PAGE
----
Here is a collections of problems to solve, if you think you are a medium to good R-coder. I have chosen examples in a way that hopefully guarantees that you will learn something useful. My motivation was to improve people’s (that includes me, too) R-skills and creating something fun. Feel free to send your solutions and/or feedback to me and I will have a look (you can also attempt parts of it).

**1. What will the following expressions evaluate to and why?**

y <- "0" print(is.numeric(y))

X <- 0 print(x == 0)

myframe <- data.frame(a1 = rep(0, 100), a2 = -100:-1, a3 = seq(0.01, 1, 0.1)) attach(myframe) a1 <- a2 + a3 + a1 print(myframe$a1)

**2. Data Frame handling:**

- Create a data frame named myresults containing 1000 simulated participants with 3 variables: sex (binomial with p(male)=0.5), height (normal with mu=167, sd=10), and nationality (British, German, and Chinese, all equally likely).
- From myresults, create another data frame by selecting only British participants. What are the dimensions of this data frame?
- Create a third data frame that only contains German citizens who are taller than 175cm. How many of them are there? How many are male?
- Select a random subset of 100 participants for a new data frame. How many of them are Chinese?

**3. The apply-family:**

Given the following matrix:

- Print the dimensions of that matrix.
- Calculate the mean of each column by using a loop.
- Calculate the median of each row by using apply.
- Calculate the standard error for every second column and store the result in a list.
- Change the matrix into a data frame. Change the data frame into a single vector in which the last column of the former data frame are the first 100 observations, the penutlimate column the next 100 observations, and so forth.

**4. Everyday encounters:**

- What is the difference between ? and ?? in R?
- What is the difference between require and library?
- How would you find out what elements an R-object contains?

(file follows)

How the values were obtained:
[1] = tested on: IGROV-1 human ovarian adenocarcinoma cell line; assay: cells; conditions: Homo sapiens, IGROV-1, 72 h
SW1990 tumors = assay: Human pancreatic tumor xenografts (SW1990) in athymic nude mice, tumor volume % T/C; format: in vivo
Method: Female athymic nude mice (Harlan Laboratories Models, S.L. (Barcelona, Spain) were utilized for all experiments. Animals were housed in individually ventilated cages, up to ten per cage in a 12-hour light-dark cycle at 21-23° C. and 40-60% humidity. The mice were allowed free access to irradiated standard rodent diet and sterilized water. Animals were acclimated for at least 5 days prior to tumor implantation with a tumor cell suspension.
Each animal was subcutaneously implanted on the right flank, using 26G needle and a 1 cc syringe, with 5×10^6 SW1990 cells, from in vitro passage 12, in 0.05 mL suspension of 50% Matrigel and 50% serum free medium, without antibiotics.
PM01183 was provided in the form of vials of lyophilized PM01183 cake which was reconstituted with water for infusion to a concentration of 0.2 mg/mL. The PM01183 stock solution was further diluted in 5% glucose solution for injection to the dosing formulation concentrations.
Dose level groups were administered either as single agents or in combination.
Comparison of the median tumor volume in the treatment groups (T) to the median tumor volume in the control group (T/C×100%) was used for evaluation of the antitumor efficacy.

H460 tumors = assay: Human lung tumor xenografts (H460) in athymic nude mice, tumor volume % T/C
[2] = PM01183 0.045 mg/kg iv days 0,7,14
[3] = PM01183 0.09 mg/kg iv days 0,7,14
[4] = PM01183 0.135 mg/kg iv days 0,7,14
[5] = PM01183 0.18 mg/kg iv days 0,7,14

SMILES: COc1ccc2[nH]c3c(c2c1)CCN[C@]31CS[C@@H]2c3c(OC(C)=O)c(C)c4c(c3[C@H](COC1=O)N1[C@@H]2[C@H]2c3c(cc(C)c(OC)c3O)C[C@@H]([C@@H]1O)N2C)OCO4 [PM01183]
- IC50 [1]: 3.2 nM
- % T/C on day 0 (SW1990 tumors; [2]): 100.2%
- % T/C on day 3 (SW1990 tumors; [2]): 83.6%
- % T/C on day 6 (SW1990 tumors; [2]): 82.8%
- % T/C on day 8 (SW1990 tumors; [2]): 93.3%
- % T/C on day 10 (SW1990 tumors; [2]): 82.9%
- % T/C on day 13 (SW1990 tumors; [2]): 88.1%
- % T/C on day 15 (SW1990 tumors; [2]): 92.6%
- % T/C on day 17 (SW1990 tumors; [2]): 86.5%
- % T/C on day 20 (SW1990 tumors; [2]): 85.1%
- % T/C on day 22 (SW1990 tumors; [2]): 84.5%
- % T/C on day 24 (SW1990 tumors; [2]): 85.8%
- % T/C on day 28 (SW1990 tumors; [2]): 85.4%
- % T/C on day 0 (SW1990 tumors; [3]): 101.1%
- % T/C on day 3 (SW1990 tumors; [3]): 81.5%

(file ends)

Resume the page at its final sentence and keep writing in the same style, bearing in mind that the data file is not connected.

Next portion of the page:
- What is the difference between <-, =, and <<- in R? When would you use which?
- What is the difference between tapply, lapply, and apply?

**5. Further Functions:**

- Write a function that takes a number mynumb as an input and returns FALSE if the number is even and TRUE otherwise.
- Write a function that takes a vector as input and returns a single values that is the product of all elements in the vector without using a loop. For example:
mycumproduct(1:4) == 24

Should evaluate to TRUE.

- Write a function permute that takes in a number n and returns a list of all possible permutations of 1:n. For example:
Should evaluate to TRUE.

- Write a function prime that takes in a number n and returns all prime numbers up to n. For example:
prime(9) == c(2, 3, 5, 7)

Should evaluate to TRUE.

**6. Further Modelling and Plotting:**

- Have a look at the mtcars data set. Plot a histogram of mpg (miles per gallon) for different cars by using both hist from R-base and truehist from the package MASS. Why do you think truehist is called
**true**hist? - Using lm, regress the variables gear and carb on mpg and look at the summary of the model. Call the resulting model msq.
- Plot the residual vs. fitted values of msq and judge the model’s quality.
- What does the rlm-command do? Using rlm repeat the regression from above and look at the rlm summary. Call this model mrl.
- Using the package ggplot2, create a plot that contains two plots (using facet_wrap), each of which contains the residual vs. fitted values of the used models. The left plot for msq and the right one for mrl. Additionally, put a smooth line into both of the plots using stat_smooth.
- Which model would you prefer?

**7. Further Packages:**

- What does the %>% operator from the package magrittr do?
- What does the | operator from the package lattice do? Use it to create one scatterplot of mpg for each class of gears in the mtcars data set we have used above.
- What does the following code do?

**8. Performance in R:**

- Install the package microbenchmark.
- Write a function allcomparisons1 that takes a data frame as an input and creates a data frame of all possible row-wise comparisons by using simple for-loops.
- Microbenchmark this function for a data frame of the mtcars data set:
timeone <- microbenchmark( allcomparisons1(mtcars), times = 100)

- What does the following code do?
- Microbenchmark this function and compare the performance of the two functions.
- Install the Rcpp package.
- Save the following code with as .cpp file in your current working directory:
#include <Rcpp.h> using namespace Rcpp; // [[Rcpp::export]] DataFrame allcomparisons3(NumericMatrix data) { int nrow=data.nrow(); int ncol=data.ncol(); int size=((nrow-1)*nrow)/2; NumericMatrix out(size,ncol); int counter=0; for (int i=0;i<nrow-1;i++){ for (int j=i+1;j<nrow;j++){ for (int k=0;k<ncol;k++){ out(counter,k)=data(i,k)-data(j,k); } counter++; } } return Rcpp::DataFrame::create(Named("comparisons") = out); }

Now, you can read in this function by using:

sourceCpp("allcomparisons3.cpp")

And use it just like any other function.

- Compare all three functions by microbenchmarking them. What do you conclude?